• In step 6b, the N2 message sent from TNGF to AMF containing a NAS Registration Request shall also contain an ERP Request, which indicates that an EAP re-authentication root key (rRK) is needed. If necessary, the ERP Request may also contain a domain name, in which case, a domain-specific rook key (DSRK) is requested (see RFC 6696 [59]). In step 8a, the ERP Request is sent to the AUSF.
  • After the successful authentication in step 8b, the AUSF creates an EAP re-authentication root key (rRK) from the Extended Master Session Key (EMSK) by applying the procedures in RFC 5295 [60]. If a domain name was received in step 8a, then a DSRK is created instead.
  • In step 8c, the AUSF sends an ERP Response, which contains the created EAP re-authentication root key (e.g. rRK or DSRK) along with other information, such as the root key lifetime and an EMSKname, as specified in RFC 6696 [59]. The ERP Response is forwarded to TNGF in step 9a.
  • The TNGF applies the received EAP re-authentication root key to derive other EAP re-authentication keys, such as a re-authentication integrity key (rIK). These keys are stored in the TNGF and are used later when an EAP re-authentication procedure is initiated.
NOTE:
It is expected that SA WG3 will confirm the above steps and will define how the re-authentication root key (rRK) is created.
After the 5GC registration with ERP implicit bootstrapping is completed, the EAP re-authentication can be applied during a mobility event as shown in the figure below.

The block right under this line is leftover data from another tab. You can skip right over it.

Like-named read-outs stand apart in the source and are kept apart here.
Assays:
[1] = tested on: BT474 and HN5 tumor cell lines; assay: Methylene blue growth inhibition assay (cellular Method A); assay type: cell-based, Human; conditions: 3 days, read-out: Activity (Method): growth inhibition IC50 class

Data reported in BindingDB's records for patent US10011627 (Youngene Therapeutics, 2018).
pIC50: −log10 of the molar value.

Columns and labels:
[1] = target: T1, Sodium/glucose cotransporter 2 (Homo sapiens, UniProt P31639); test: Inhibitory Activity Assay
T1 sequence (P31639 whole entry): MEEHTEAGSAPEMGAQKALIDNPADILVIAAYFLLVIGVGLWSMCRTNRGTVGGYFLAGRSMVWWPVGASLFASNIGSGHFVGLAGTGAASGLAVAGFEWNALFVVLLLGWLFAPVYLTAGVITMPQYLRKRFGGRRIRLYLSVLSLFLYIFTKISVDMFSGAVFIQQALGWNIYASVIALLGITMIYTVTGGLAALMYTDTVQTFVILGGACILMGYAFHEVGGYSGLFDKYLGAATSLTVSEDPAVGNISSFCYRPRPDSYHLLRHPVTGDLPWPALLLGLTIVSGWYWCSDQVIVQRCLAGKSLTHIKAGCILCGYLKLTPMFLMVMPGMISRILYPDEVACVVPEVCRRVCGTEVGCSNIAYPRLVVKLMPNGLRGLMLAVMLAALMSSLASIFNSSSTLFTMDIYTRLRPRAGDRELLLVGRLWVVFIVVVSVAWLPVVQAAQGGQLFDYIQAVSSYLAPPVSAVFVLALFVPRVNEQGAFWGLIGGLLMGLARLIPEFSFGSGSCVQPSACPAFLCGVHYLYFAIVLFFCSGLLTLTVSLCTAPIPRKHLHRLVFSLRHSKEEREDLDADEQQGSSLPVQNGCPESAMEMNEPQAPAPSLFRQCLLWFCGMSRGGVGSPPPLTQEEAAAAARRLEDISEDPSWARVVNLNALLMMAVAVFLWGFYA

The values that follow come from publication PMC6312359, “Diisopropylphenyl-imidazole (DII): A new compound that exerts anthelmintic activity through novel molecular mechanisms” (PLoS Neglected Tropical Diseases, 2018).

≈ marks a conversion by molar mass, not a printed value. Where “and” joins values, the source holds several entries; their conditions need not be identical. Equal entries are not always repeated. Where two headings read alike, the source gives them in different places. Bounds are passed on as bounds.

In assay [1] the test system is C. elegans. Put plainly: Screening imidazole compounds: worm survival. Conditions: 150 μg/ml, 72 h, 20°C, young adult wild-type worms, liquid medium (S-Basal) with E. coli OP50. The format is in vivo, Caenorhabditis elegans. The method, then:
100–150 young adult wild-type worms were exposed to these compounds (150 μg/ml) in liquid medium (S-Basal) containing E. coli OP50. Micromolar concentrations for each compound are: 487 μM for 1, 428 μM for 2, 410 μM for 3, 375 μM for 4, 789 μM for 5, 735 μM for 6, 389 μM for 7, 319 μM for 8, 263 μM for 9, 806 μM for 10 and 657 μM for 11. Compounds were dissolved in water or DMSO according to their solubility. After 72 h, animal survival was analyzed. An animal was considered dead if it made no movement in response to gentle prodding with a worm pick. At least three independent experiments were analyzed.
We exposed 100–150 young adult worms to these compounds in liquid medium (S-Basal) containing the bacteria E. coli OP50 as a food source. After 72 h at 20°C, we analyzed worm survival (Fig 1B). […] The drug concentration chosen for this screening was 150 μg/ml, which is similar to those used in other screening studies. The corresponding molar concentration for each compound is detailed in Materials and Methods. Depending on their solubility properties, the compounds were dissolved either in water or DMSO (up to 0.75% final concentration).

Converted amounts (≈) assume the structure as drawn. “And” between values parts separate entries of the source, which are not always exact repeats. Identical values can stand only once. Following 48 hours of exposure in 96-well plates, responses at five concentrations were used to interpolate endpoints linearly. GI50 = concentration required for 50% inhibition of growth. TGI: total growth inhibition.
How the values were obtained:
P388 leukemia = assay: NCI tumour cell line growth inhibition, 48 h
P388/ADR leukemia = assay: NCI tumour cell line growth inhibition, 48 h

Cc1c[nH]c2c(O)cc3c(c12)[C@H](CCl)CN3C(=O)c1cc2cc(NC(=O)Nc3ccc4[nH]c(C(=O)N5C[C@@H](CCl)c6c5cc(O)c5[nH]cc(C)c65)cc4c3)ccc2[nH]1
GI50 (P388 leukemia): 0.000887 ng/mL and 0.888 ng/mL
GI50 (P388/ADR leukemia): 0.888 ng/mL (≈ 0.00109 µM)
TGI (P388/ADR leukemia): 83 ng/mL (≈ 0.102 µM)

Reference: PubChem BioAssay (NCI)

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  • When the UE moves to a target TNAP, which belongs to the same ERP domain as the domain of the source TNAP, an EAP re-authentication procedure is initiated as specified in RFC 6696 [59]. In step 1, the UE informs the target TNAP that it supports ERP.
  • The UE derives the same EAP re-authentication keys (e.g. in step 3) as those derived by TNGF during the 5GC registration procedure.
  • The EAP-Initiate/Re-auth in step 4 and the EAP-Finish/Re-auth in step 5 are both integrity protected using the re-authentication integrity keys created independently in the UE and in the TNGF. If these integrity keys are the same, the EAP re-authentication procedure is successful and the re-authentication MSK (rMSK) key is used to establish a security context between the UE and the target TNAP.
  • The above figure assumes that the IP address allocated to UE does not change during the mobility event. Therefore, after steps 1-6, the UE can use the same IP address to resume communication with the TNGF over the existing NWt connection.
  • The UE may reserve non-3GPP specific QoS resources based on the Additional QoS Information received during the QoS Flow establishment or modification. If the UE decides to reserve QoS resources over non-3GPP access for the QoS flows associated with the Child SA but fails to reserve these resources, the UE shall release the associated IKEv2 Child SA. In this case, the TNGF initiates the PDU Session Modification procedure as described in step 1e, in clause 4.3.3.2.